If you are a product manager, product owner, or business analyst, you’ll find this list of books helpful. I know I have.
User Story Mapping: Discover The Whole Story, Build the Right Product by Jeff Patton and Peter Economy
Not only is this book a great resource for Story Mapping, but it provides a meaningful description of user stories themselves that focuses on why we use them rather than a process focused description. Even if you don’t do story mapping on a regular basis, this is a great book for anyone who wants to understand what user stories were really intended to do.
Fifty Quick Ideas to Improve Your User Stories by Gojko Adzic, David Evans and Nikola Korac
In conjunction to the why around user stories from Jeff’s book, this book provides 50 great tactical things to remember when working with user stories. There’s a reason Gojko has more than one book on this list, and it’s because he shares things he’s learned from experience and working with teams.
If you want to get a better understanding of how to use examples to describe your user stories and incorporate them into acceptance testing, this is the book for you. Gojko provides clear explanations about how to use examples, and he shares real stories from several teams on how they actually use it.
I included this one in the list because it has some great advice on how to get information from customers in a manner that counteracts the cognitive biases that the next three books in the list talk about. Even though this book focuses on customer interviews, there is a lot of great information in here about interviews in general.
Decisive: How to Make Better Choices in Life and Work By Chip Heath and Dan Heath
There are actually a few books on decision making and human flaws that make it more difficult, but this one is probably the easiest read of all of them. The general gist is that people run into several cognitive biases that get in the way of their decision making. It’s important to be aware of what those biases are and what to do about them.
A couple other good books about decision making:
Thinking, Fast and Slow by Daniel Kahneman
Daniel won the Nobel prize for economics even though he’s a psychologist. In this book he summarizes a lifetime of research about what influences thought by sharing several different examples. He describes two different systems of thought, cleverly labeled system 1 and system 2 to differentiate the different ways humans think. This is relevant for decision making because it explains the cognitive biases we often run into when trying to make decisions. It probably is the most frequently cited book about cognitive biases.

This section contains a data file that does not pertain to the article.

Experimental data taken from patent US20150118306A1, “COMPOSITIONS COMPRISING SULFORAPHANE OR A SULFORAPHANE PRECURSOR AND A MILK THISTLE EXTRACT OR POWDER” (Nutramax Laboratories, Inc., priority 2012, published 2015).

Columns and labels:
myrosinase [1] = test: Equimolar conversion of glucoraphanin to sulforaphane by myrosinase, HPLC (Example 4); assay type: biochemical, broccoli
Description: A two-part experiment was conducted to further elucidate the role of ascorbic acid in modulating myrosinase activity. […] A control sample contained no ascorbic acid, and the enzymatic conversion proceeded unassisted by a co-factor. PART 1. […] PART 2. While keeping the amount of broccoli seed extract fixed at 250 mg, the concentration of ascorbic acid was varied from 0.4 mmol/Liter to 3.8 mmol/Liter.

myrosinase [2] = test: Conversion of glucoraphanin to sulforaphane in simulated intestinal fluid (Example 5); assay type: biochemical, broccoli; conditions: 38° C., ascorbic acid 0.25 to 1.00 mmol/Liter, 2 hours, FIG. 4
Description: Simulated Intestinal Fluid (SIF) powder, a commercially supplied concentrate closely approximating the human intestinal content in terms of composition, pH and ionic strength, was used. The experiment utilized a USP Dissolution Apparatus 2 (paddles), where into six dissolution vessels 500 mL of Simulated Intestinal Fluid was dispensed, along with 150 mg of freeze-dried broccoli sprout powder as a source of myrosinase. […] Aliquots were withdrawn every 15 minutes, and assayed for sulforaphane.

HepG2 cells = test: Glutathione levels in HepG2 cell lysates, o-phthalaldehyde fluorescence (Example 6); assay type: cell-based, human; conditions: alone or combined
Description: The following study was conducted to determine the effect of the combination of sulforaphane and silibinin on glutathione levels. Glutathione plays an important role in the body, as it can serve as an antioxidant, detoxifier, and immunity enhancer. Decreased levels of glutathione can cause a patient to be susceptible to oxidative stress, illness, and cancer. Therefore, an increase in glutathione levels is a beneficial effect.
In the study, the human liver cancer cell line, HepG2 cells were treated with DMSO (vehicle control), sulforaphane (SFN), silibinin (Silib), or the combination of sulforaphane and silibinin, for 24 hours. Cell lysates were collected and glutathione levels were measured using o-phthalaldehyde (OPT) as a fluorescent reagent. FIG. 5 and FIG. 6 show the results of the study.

This book was my introduction to the field of behavioral economics. This particular book provides some great insights into how we can predict where people will be irrational – and use that to our advantage when we’re trying to make decisions, or make sure decisions get made.
Commitment: Novel About Managing Project Risk by Olav Maassen, Chris Matts, and Chris Geary
If you want to understand the difference between commitments and options and how to use the idea behind real options (Options have value. Options expire. Never commit early unless you know why.) to determine when to decide, you should read this book. Even better, it’s a graphic novel (i.e. comic book) so it’s probably the easiest read on this list.
Inspired: How To Create Products Customers Love by Marty Cagan
This book focuses on how to get a product that is valuable, usable, and feasible. It provides insightful coverage of the roles and processes necessary to accomplish that goal, and although it is targeted toward product management specifically, it’s still a must read for any product person.
This is the book that is probably the most responsible for people in the agile community to realize that they should start paying attention to the business aspect of things. Before the Lean Startup, all you heard about was process, and people and technology to a lesser extent. After the book came out, you can open an agile focused book without pivoting into an MVP. You should read this book to find out what those terms are intended to mean.
Beyond Requirements: Analysis with an Agile Mindset by Kent J. McDonald
I humbly think that this book provides a useful coverage of the mindset and techniques necessary to practice analysis with an agile mindset. I included examples so you could get an idea of how to do that in a variety of different situations.
Do you think something is missing? Put it in the comments. I’ll read it (if I haven’t already) and see if I find it useful enough to add to the list.